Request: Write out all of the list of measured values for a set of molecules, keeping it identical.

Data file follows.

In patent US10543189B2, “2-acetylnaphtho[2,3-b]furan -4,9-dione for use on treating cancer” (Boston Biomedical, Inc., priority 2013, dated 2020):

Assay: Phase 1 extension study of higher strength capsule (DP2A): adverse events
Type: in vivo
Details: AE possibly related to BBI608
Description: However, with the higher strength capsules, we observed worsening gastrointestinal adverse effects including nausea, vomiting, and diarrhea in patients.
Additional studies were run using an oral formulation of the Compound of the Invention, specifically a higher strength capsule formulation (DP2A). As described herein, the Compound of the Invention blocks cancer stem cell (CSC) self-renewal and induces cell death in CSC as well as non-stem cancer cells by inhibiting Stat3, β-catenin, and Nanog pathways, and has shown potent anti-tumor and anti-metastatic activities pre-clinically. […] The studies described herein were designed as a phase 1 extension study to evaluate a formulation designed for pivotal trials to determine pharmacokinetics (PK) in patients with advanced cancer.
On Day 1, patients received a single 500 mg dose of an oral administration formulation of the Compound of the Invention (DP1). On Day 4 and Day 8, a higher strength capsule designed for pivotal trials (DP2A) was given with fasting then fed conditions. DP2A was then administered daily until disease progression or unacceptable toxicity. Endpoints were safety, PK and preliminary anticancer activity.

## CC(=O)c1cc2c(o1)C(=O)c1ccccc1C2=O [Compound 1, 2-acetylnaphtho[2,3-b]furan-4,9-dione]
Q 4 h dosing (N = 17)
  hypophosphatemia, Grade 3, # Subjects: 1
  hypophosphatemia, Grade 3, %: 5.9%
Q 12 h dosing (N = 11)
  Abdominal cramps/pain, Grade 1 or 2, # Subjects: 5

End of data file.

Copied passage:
In patent US10543189B2, “2-acetylnaphtho[2,3-b]furan -4,9-dione for use on treating cancer” (Boston Biomedical, Inc., priority 2013, dated 2020):

Assay: Phase 1 extension study of higher strength capsule (DP2A): adverse events
Type: in vivo
Details: AE possibly related to BBI608
Description: However, with the higher strength capsules, we observed worsening gastrointestinal adverse effects including nausea, vomiting, and diarrhea in patients.
Additional studies were run using an oral formulation of the Compound of the Invention, specifically a higher strength capsule formulation (DP2A). As described herein, the Compound of the Invention blocks cancer stem cell (CSC) self-renewal and induces cell death in CSC as well as non-stem cancer cells by inhibiting Stat3, β-catenin, and Nanog pathways, and has shown potent anti-tumor and anti-metastatic activities pre-clinically. […] The studies described herein were designed as a phase 1 extension study to evaluate a formulation designed for pivotal trials to determine pharmacokinetics (PK) in patients with advanced cancer.
On Day 1, patients received a single 500 mg dose of an oral administration formulation of the Compound of the Invention (DP1). On Day 4 and Day 8, a higher strength capsule designed for pivotal trials (DP2A) was given with fasting then fed conditions. DP2A was then administered daily until disease progression or unacceptable toxicity. Endpoints were safety, PK and preliminary anticancer activity.

## CC(=O)c1cc2c(o1)C(=O)c1ccccc1C2=O [Compound 1, 2-acetylnaphtho[2,3-b]furan-4,9-dione]
Q 4 h dosing (N = 17)
  hypophosphatemia, Grade 3, # Subjects: 1
  hypophosphatemia, Grade 3, %: 5.9%
Q 12 h dosing (N = 11)
  Abdominal cramps/pain, Grade 1 or 2, # Subjects: 5